First of all, is your flat roof a "warm", or "cold" flat roof? In other words, does the insulation lie on top of your ceiling in between your roof joists("cold"), or is it positioned on top of your roof boards (the ply boards that are placed on top of your roof joists(warm))? If you have a cold roof then you can either:
- Pull down your ceiling and replace the existing insulation (but beware you don't restrict ventilation through the roof space, or you run the risk of condesation in the roof rotting your joists and coming through your ceiling boards).
- Install a suspended ceiling, either plasterboard, or acoustic tile (we'll come back to this later*).
- Convert your cold roof to a warm roof by taking up your roof felt etc and putting an appropriate insulation between the roof boards and the felt (+ any vapour barriers deemed necessary). Then relaying the felt.
*With a suspended, or lowered ceiling, you must consider more than just how to secure the 150mm 'batten', since timber 150mm isn't batten its a ceiling 'joist'. Joists are a functional and structural part of a building whenever they are under load, so, must comply with building regs. Consequently, joists must be installed according to regs, which will involve building them into the internal skin of your cavity wall, or position them using joist hangers. Either way you will have to break into the internal skin of your property, thats assuming you have an internal block inner skin, and that your house isn't timber frame, otherwise you had best call in someone who knows timber frame. Also...you have to consider the span of a joist, as this determinse its actual size, i.e. 6"x2" or 8"x2", obviously the larger the span the larger (infact taller) the timber used. Once again building regs are involved.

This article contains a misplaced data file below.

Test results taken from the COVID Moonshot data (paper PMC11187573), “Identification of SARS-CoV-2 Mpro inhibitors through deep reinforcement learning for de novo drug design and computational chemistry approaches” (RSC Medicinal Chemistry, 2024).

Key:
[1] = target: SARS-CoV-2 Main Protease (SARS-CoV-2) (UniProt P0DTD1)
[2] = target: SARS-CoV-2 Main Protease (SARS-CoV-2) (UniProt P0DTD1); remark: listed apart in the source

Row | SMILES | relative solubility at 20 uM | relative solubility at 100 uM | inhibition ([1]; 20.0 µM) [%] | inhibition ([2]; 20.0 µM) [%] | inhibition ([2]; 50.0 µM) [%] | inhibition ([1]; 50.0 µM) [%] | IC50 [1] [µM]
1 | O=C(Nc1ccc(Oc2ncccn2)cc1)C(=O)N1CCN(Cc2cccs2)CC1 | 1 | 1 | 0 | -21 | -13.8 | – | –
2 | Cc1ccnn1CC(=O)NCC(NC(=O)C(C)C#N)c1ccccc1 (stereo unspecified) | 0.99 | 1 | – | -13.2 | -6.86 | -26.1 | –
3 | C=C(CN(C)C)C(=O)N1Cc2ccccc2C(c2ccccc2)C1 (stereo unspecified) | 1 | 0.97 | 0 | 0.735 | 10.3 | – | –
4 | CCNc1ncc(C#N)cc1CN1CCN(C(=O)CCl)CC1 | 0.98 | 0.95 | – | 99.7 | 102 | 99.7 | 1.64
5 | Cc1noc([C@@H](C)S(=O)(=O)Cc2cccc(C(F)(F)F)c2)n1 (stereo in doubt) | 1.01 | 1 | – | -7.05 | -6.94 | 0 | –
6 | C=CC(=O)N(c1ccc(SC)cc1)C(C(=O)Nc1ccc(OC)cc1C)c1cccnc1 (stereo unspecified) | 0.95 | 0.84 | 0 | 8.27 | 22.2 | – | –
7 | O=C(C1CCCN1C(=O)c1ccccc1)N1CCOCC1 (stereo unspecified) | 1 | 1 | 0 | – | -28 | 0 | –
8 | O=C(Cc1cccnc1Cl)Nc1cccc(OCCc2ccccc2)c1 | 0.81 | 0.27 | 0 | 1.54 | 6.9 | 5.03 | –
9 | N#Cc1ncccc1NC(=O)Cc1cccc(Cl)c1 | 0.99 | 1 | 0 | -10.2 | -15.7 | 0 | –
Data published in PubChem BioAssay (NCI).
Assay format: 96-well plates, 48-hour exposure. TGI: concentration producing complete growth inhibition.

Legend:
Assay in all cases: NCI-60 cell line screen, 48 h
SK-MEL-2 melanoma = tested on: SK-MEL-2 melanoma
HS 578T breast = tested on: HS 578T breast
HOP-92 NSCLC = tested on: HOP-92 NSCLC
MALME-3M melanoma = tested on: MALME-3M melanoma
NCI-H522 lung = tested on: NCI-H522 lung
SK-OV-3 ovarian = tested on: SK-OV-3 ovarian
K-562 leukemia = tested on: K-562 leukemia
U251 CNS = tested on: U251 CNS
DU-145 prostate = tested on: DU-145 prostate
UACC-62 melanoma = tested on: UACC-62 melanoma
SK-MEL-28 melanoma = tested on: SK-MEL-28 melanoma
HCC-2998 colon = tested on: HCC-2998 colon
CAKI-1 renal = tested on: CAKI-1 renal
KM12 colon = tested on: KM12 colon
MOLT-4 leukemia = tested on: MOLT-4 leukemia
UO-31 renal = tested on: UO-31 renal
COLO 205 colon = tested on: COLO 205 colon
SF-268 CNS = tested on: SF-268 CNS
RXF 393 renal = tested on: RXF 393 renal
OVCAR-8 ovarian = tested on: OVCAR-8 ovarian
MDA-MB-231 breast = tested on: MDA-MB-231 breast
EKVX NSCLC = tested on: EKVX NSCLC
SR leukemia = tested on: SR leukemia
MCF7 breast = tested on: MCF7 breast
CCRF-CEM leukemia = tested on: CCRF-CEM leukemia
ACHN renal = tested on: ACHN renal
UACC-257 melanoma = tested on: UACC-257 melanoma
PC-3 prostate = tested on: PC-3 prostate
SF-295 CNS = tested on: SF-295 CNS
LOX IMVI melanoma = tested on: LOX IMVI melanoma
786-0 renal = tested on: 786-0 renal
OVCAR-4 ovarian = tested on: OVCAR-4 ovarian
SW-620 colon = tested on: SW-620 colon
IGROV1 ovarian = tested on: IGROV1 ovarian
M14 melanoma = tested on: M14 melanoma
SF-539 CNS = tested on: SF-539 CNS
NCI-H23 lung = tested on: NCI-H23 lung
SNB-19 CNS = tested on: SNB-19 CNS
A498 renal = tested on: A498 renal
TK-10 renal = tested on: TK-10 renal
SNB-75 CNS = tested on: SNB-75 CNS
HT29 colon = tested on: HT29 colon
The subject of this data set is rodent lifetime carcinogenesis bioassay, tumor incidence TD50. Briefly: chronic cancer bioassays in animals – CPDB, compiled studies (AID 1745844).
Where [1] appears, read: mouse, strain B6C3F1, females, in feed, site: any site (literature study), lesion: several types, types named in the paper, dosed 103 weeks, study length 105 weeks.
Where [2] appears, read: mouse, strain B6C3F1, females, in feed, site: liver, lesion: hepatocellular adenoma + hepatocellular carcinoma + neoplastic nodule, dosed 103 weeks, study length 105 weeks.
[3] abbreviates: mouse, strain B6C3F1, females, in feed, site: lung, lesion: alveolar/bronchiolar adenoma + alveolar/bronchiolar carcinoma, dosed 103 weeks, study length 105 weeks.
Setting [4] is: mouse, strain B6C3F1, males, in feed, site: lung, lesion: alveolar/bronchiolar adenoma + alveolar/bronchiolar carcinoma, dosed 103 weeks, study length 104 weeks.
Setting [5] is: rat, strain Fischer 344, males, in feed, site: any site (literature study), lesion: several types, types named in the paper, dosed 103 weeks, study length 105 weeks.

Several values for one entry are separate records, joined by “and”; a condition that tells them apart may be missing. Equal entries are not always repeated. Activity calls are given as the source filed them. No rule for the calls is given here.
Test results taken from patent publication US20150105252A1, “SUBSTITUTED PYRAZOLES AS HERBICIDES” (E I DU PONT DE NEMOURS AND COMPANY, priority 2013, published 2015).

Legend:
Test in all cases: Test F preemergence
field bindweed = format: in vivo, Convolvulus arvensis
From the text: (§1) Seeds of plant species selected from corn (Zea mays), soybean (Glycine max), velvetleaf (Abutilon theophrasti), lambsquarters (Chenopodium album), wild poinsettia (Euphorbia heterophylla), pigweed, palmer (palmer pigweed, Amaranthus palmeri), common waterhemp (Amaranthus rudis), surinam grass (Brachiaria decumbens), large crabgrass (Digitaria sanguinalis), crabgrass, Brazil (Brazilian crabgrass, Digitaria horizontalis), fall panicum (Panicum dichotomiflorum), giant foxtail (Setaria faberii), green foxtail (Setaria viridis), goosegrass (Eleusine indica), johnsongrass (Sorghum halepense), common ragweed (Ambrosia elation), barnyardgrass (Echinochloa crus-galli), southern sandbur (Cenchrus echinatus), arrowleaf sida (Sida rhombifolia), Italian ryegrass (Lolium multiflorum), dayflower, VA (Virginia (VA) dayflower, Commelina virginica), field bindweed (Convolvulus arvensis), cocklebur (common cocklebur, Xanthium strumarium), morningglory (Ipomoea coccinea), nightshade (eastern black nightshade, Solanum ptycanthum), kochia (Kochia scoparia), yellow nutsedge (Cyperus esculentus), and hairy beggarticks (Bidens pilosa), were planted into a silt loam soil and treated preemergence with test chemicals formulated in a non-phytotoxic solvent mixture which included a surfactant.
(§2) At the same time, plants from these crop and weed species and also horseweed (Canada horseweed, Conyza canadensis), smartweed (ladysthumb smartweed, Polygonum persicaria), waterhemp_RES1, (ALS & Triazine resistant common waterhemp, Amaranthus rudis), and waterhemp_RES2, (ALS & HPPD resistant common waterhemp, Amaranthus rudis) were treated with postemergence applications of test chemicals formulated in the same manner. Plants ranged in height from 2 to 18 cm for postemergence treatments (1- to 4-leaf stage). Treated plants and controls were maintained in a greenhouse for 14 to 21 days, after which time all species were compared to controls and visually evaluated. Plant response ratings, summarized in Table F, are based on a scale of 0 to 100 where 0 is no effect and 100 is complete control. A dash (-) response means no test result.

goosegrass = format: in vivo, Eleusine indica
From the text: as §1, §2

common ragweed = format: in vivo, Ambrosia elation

Of course you do have the option of running 38mm square 'batten' at 600 csc, to run at right angles to your existing joists, across your ceiling. You could fix the batten to the joists at every point they cross, using a 4" nail, angle driven, or long screw. Then fill the cavity with some insulation and have a trade board the ceiling with insulation backed plaster board.
The easiest option you have is to install a 'drop' ceiling. using acoustic tiles, all you will have to watch out for there is that the metal wire supporting the metal grid the tiles sit in is firmly fixed to your ceiling joists. Also, unless you exclusively have wall lights, you will have to drop your rose to the new ceiling height. You could insulate above the tiles, but they are pretty effective on their own.